Krishnan: In my view the overall requirement would be on about 100 companies. A country of our size if you cannot produce 100 chartered accountant firms who can do this - large or medium as long as they are capable it is enough because the company is not worried about the size, the company is worried about what quality of service I will receive. If you think, a country of our size cannot produce 100 chartered accountant firms; I am not able to agree.
Doshi: We don't have them now, do we?
Krishnan: No, I think we have.
Doshi: I have question - if you have been an auditor who has completed two terms of five years - which is the maximum term- with a holding company, can you then become the auditor of the subsidiary company in the third term or you are barred from that?
Khatri: I don't see any restriction.
Doshi: So, you are never going to run out of firms either Mr. Rao.
Rao: There is no restriction; there is no problem at all.
Khatri: Time will tell us whether it is an issue or not but we have to deal with it.
Ramesh: All I am saying is whoever is big let us say outside India and he has a subsidiary here it has to be audited by the same auditor if you want the parent company auditor to express an opinion on the consolidated financial statements; that is the auditing standard internationally. So, irrespective of whom you appoint in India it will still have to be audited by another firm. So, it means two auditors for the company, twice for the same period.
Khatri: That is exactly where the company's practical problem comes in. From a multinational perspective people will have to deal with two auditors and from our perspective it only doubles the market for us if that is the way you want to look at it because you will have two audits for the same company.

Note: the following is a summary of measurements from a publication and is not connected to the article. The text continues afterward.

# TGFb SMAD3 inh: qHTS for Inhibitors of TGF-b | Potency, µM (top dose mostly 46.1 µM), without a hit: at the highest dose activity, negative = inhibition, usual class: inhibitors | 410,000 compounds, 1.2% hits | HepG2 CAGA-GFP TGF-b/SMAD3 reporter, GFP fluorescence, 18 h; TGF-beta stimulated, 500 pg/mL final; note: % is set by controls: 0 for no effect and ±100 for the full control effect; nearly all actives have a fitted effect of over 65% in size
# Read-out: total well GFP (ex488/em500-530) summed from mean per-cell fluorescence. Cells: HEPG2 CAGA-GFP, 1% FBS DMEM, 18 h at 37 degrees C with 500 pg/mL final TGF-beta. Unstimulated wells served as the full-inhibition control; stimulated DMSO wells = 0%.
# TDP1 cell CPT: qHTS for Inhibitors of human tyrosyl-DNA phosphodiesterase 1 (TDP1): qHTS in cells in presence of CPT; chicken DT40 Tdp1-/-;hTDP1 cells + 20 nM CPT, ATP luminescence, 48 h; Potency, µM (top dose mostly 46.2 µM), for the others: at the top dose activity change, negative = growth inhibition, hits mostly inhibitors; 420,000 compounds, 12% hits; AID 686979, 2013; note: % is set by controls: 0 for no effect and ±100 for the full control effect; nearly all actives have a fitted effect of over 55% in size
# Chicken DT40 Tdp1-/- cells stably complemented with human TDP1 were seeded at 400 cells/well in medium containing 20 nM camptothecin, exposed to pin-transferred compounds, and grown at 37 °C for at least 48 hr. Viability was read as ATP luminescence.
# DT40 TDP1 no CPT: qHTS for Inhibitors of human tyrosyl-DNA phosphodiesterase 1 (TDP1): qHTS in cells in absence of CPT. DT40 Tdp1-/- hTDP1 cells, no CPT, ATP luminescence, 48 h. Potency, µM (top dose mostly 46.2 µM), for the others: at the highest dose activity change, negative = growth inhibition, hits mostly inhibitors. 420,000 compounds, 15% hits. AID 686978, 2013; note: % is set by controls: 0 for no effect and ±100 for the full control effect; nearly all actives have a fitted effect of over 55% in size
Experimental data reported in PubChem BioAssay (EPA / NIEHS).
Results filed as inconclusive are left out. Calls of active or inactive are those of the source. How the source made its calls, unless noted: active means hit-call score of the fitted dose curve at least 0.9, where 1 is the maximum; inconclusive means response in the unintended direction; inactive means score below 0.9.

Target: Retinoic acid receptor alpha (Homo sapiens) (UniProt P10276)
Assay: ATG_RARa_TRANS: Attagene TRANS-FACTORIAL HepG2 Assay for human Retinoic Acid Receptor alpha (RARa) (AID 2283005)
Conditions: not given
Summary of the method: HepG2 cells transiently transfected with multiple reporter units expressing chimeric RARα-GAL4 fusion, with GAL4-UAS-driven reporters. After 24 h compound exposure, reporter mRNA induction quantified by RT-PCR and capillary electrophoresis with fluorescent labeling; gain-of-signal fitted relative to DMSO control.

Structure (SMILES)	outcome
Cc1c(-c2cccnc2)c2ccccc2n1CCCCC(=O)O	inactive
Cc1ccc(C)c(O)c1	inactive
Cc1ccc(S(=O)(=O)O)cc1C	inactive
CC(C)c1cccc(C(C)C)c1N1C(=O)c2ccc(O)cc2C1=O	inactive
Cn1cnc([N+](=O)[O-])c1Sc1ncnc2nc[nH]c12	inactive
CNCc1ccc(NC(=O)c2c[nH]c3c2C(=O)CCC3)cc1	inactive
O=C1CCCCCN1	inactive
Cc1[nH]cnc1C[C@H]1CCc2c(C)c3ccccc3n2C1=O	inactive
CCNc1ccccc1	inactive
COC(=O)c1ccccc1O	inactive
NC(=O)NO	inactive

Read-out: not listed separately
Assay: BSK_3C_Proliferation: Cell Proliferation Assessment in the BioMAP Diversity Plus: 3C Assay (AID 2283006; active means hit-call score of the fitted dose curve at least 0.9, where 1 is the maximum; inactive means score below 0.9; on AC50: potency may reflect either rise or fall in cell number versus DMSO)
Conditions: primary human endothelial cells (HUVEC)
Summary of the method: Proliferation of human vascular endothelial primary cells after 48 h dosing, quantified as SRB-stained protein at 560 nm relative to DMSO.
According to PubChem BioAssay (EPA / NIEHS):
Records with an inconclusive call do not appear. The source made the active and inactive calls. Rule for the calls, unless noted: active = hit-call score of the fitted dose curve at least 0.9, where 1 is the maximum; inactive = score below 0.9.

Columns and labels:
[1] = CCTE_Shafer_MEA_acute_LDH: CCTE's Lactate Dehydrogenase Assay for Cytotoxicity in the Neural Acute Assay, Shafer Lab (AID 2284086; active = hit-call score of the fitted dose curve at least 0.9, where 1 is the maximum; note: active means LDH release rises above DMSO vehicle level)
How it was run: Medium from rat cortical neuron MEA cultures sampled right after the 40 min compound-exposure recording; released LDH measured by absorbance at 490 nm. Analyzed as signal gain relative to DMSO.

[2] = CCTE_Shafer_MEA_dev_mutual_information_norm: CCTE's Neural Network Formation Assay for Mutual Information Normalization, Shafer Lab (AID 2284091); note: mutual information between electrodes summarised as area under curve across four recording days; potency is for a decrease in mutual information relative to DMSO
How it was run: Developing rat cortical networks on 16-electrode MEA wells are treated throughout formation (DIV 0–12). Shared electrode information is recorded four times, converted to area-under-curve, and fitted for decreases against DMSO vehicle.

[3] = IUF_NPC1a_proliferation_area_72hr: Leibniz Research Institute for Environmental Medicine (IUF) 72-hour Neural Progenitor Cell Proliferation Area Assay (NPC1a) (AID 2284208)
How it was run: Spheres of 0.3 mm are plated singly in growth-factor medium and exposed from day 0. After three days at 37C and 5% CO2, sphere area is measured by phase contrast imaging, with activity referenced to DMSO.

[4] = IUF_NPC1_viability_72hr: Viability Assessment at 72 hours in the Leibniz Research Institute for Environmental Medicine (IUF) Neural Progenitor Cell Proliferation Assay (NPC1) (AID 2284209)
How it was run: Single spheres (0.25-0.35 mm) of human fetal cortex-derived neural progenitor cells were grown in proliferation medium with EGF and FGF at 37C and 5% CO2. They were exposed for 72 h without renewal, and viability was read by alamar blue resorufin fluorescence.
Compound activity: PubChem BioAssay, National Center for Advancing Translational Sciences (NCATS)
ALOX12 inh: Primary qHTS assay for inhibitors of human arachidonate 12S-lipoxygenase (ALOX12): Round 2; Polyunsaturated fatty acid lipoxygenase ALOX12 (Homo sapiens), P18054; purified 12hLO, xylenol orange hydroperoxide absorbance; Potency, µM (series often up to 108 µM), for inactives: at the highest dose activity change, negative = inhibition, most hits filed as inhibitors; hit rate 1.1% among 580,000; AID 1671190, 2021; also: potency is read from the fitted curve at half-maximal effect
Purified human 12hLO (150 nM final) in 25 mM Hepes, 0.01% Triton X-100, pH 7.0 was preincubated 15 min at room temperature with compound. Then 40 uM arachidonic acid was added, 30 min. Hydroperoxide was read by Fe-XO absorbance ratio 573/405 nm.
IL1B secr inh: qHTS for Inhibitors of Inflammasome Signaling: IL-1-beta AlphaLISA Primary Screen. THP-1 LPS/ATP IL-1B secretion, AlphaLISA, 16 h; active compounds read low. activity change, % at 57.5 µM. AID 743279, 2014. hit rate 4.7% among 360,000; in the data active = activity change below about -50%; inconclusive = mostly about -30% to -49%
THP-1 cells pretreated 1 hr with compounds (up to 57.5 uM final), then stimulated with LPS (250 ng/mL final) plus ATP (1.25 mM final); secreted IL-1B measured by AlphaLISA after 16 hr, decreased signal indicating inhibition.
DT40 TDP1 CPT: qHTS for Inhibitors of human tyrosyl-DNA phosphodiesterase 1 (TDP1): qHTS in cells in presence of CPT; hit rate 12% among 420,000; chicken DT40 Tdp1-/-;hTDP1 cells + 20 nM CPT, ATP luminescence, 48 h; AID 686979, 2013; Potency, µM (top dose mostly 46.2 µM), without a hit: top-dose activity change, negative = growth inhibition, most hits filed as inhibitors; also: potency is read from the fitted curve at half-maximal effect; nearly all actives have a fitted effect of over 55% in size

The new company law introduces new criteria for auditor disqualification; some vague other tough to comply with. For instance a person or firm who directly or indirectly has a business relationship with a company or its subsidiary, holding or associate company cannot be its auditor. Thankfully the rules clarify that permitted non audit services and commercial transactions in the ordinary course of business and at arm's length are not included within the definition of business relationship. So if an auditor buys airline tickets from an airline such a business relationship is not a disqualifier. But Section 141 also says that a relative of an auditor should not owe the company more than Rs 5 lakh and cannot hold securities of the company of more than Rs 1 lakh in face value.
Section 141 (3)
Not eligible for appointment as auditor of a company
(e) a person or a firm who, whether directly or indirectly, has business relationship with the company, or its subsidiary/holding/associate company…
‘Business Relationship’ excludes
- professional services permitted to be rendered by an auditor or audit firm
- commercial transactions in the ordinary course of business and at arm’s length price
Section 141 (3)
Not eligible for appointment as auditor of a company
(d) a person who, or his relative or partner
- is indebted to company or its subsidiary/holding/associate for > Rs 5 lakhs
- holds securities in the company of face value >= Rs 1 lakh
- has provided guarantee/security to company or its subsidiary/holding/associate > Rs 1 lakh
Ramesh: The real issue is on relative. Because an auditor's relative cannot hold securities beyond a certain limit, cannot be indebted, cannot provide a guarantee etc - the challenge is the principle of the dependents has been done away with. I can only control persons who are dependent on me otherwise it is impossible for me.
‘Relative’ - Father (Step-Father), Mother (Step-Mother), Son (Step-Son), Son’s Wife, Daughter, Daughter’s Husband, Brother (Step-Brother), Sister (Step Sister)
Doshi: Does this only apply to the audit partner working on that particular audit; so it is only his relatives who are barred from holding anything more than Rs 1 lakh in face value of the share or does it apply to all the relatives of all the partners in that audit firm who is doing it?